i have issues but i do not think that means i am not well. bpd means i am not well.

 

Re: caught up over issue of diagnosis deerock

Posted by morganator on April 23, 2010, at 18:54:46

In reply to Re: caught up over issue of diagnosis morganator, posted by deerock on April 23, 2010, at 18:41:20

As far as I'm concerned, if we are in therapy, we are not well. Maybe we have to admit this so we can get better. Maybe you have BPD, maybe you don't. My therapist once said that I was becoming stronger. I thought, "Does this mean she thought I was not strong in the first place?". I realize now that I was in denial for a long time-I was not strong.

 

Re: caught up over issue of diagnosis fleeting flutterby

Posted by Dinah on April 23, 2010, at 19:16:40

In reply to Re: caught up over issue of diagnosis deerock, posted by fleeting flutterby on April 23, 2010, at 16:10:38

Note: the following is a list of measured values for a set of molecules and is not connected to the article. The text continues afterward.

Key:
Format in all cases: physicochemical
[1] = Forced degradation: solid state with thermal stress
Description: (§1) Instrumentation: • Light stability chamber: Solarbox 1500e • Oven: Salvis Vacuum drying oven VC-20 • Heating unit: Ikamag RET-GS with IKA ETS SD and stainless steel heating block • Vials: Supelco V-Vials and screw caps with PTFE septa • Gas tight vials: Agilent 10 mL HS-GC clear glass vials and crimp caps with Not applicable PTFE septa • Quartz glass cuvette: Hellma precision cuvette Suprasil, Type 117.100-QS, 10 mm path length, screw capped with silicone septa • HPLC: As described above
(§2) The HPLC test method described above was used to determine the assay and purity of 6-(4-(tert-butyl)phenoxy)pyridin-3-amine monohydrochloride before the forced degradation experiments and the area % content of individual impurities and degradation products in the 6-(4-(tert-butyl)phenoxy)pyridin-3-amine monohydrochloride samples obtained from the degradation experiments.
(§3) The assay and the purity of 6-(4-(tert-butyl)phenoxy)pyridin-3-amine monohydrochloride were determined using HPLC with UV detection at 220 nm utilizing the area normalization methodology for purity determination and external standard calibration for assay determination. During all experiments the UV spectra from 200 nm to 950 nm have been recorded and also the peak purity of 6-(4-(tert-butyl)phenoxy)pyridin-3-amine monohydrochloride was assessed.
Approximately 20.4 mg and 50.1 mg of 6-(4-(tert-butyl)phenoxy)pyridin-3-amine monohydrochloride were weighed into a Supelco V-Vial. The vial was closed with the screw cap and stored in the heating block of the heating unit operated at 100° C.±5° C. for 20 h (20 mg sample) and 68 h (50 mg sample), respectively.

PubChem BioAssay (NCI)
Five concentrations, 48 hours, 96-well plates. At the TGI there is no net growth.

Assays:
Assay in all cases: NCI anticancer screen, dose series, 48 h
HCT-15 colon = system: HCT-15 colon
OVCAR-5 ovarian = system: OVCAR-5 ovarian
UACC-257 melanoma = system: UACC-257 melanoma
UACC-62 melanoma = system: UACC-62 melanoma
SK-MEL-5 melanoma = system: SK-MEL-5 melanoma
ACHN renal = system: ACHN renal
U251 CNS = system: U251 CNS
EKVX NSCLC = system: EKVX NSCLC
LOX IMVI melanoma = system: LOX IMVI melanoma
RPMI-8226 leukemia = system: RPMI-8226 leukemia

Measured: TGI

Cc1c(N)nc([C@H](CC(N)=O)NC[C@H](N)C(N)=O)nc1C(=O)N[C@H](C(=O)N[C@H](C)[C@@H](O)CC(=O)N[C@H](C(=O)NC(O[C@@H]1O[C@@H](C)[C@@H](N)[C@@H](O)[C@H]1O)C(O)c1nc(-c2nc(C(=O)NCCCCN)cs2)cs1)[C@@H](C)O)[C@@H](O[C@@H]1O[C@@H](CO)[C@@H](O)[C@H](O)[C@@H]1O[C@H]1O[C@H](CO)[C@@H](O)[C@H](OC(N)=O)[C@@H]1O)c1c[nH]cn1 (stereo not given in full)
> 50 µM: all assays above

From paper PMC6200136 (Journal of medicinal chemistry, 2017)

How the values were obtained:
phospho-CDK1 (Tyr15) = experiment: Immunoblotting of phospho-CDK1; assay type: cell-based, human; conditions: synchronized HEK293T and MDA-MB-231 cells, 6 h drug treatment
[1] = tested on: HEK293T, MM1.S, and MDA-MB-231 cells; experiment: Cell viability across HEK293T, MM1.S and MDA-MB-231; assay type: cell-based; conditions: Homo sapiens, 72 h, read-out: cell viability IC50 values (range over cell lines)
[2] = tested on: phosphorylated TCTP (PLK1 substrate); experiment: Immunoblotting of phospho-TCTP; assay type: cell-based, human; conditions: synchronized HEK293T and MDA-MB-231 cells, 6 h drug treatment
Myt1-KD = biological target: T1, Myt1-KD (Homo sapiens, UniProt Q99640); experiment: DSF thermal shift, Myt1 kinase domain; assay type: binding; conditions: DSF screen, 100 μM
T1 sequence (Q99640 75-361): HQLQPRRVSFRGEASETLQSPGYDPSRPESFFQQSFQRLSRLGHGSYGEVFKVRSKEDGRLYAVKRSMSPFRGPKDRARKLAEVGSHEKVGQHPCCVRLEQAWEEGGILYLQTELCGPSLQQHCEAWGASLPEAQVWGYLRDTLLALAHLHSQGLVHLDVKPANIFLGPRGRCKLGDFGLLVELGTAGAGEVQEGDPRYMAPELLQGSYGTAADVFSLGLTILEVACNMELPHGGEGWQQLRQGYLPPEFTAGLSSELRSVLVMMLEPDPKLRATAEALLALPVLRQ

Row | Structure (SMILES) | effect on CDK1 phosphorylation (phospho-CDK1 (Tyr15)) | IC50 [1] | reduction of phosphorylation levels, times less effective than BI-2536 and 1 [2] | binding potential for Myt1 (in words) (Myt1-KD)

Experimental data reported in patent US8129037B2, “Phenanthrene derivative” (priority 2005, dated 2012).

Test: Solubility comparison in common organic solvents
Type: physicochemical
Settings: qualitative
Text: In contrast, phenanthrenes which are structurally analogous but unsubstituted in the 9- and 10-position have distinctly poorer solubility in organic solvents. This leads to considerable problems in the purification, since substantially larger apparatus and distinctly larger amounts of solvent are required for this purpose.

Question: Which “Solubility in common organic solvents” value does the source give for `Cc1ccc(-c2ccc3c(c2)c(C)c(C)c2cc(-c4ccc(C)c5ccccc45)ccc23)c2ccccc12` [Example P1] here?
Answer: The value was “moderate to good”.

I've read many of your posts, and haven't noticed you to be harsh, fleeting butterfly.

But then, my therapist is convinced I'm schizotypal too, and certainly I've struggled with not fitting in.

 

Re: caught up over issue of diagnosis morganator

Posted by Dinah on April 23, 2010, at 19:20:48

In reply to Re: caught up over issue of diagnosis deerock, posted by morganator on April 23, 2010, at 18:54:46

I think the whole idea of "personality disorder" seems so horrid when it's first brought up. I used to argue with my therapist "You are saying that my personality is disordered!! Not that I suffer from this or that disorder, but that there is something wrong with my personality!!"

I understand a bit more now what he meant, but even now, it's a sensitive topic. It's just a bit different in tone, and I wish they'd do away with "personality disorders" as a diagnostic category. I understand how upsetting it can be.

 

Re: caught up over issue of diagnosis